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Being a leader in any industry is hard enough—but it’s arguably even harder in professional services than most. In the majority of corporate roles, anyone who reaches a certain level of seniority has the luxury of being able to largely step back from day-to-day operations; the people making key strategic decisions at Walmart or Tesco don’t have to spend one day a week on the shop floor, for example.
But the professional services industry doesn’t really work like that: The vast majority of partners at any given firm still need to spend a hefty chunk of their time on the day-to-day work of delivering client projects. Indeed, a big part of the reason that so many clients choose to work with top tier firms is that they want to benefit from the knowledge and the experience of those firms’ partners.
The upshot of this is a situation in which the typical partner is almost constantly being pulled in a myriad of different directions. And our recent research suggests that this problem has, if anything, become even more acute over the last few years.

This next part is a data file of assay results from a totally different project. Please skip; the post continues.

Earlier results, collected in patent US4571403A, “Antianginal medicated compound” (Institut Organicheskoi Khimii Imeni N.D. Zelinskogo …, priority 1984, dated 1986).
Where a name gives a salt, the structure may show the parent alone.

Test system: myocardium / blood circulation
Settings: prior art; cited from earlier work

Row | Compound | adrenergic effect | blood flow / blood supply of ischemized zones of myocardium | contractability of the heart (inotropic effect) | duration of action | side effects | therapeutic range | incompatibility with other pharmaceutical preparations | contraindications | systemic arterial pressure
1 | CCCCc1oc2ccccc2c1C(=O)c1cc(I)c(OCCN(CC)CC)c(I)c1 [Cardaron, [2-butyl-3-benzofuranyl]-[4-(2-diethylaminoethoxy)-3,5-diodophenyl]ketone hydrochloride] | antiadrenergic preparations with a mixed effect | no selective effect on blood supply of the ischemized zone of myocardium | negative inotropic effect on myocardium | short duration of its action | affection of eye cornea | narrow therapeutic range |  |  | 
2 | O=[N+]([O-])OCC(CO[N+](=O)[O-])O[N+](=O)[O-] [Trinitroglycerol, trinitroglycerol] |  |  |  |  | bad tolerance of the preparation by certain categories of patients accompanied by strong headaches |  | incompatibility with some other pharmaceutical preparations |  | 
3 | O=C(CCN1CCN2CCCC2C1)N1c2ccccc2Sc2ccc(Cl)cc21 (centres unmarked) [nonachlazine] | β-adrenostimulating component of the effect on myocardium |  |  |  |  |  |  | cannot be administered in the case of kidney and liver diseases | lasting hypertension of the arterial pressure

As we’ve written about many times before, consulting is becoming an increasingly technology-driven field. And far from helping, this creates yet another time sink for partners. No longer are they solely looking after their own human consulting teams, they now also have to spend almost as much time managing and developing their asset base.
At a certain point, one has to wonder when this overstretch will start to impact the client experience. While delivery still makes up the single largest component of a typical partner’s time (21%), that’s across all different projects they’re involved with. Once you account for the fact that partners work on an average of 4.7 different projects simultaneously, that sliver of time starts looking smaller and smaller…
This is just one of the reasons that so many firms are currently in the process of rethinking the structure of their partnership. It does indeed look like the old “everyone does everything” model may soon be on its way out. Increasingly, we hear examples of firms creating formal or informal categories of partners—parceling out the responsibility of delivery, business development, and people/technology management to different subsets of the partnership, each of whom has their own evaluation framework.
Regardless of whether that solution works for your firm, it’s probably time to start taking the issue of “workload bloat” seriously—before your clients start to notice it, and go elsewhere.